Increasing the Representation of Minority Students in the Biomedical Workforce: the ReTOOL Program

Research paper by Folakemi T. Odedina, R. R. Reams, E. Kaninjing, J. Nguyen, B. Mochona, D. E. Lyon, N. Askins, L. S. Behar-Horenstein

Indexed on: 15 Mar '18Published on: 15 Mar '18Published in: Journal of Cancer Education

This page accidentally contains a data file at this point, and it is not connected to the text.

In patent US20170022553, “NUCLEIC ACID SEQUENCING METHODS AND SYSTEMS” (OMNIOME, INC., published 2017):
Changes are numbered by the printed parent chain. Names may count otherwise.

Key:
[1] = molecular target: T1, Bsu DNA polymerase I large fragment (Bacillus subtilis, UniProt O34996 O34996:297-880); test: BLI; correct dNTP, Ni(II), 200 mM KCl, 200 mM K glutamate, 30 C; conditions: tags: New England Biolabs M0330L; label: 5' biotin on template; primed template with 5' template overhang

With the growing burden of cancer in minority populations and limited progress in eliminating cancer disparities, it has become important to develop a diverse oncology workforce in basic, clinical, and behavioral research who will address cancer disparities and increase the participation of minority populations in clinical trials. To address the lack of well-trained underrepresented minority cancer scientists in Florida, the University of Florida collaborated with Florida A&M University in 2012 to establish the Florida Prostate Cancer Research Training Opportunities for Outstanding Leaders (ReTOOL) Program. Since 2012, the ReTOOL program has expanded to (1) cover all areas of cancer disparities; (2) offer training opportunities to minority students from all historically Black colleges and universities (HBCUs) in Florida; and (3) successfully secure both intramural and extramural federal funding to continuously provide research training opportunities for minority students in Florida. Focusing primarily on training Black students, the ReTOOL model includes culturally sensitive recruitment, mentorship, didactic curriculum, networking, and hands on experience in cancer research. This paper discusses the lessons learned from administering the ReTOOL program for 5 years, which includes having the right inputs (such as majority-minority institutions partnership, funding, faculty advisors, committed mentors, culturally competent staff, and standardized program requirements) and processes (such as pipeline approach, structured applications system, didactic curriculum, research experience, and continuous mentoring) for an effective research training program. The program impact is an increase in the pool of underrepresented minority candidates with scientific and academic career progression paths focused on reducing cancer health disparities.

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